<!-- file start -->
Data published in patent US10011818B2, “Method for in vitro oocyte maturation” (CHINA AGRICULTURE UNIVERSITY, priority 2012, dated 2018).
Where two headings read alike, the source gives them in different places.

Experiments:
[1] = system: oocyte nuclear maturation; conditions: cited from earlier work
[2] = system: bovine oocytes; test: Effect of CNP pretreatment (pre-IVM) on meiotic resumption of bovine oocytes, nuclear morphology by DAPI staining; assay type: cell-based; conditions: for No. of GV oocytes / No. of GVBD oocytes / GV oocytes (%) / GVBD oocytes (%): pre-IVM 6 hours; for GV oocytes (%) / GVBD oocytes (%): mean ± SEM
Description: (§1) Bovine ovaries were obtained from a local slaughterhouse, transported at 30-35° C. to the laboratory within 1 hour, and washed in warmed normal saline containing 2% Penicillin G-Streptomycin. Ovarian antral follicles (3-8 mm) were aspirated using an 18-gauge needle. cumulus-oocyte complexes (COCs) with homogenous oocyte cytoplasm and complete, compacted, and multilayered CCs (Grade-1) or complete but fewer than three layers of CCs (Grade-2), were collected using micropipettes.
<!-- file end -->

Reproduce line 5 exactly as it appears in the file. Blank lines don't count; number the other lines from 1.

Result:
[2] = system: bovine oocytes; test: Effect of CNP pretreatment (pre-IVM) on meiotic resumption of bovine oocytes, nuclear morphology by DAPI staining; assay type: cell-based; conditions: for No. of GV oocytes / No. of GVBD oocytes / GV oocytes (%) / GVBD oocytes (%): pre-IVM 6 hours; for GV oocytes (%) / GVBD oocytes (%): mean ± SEM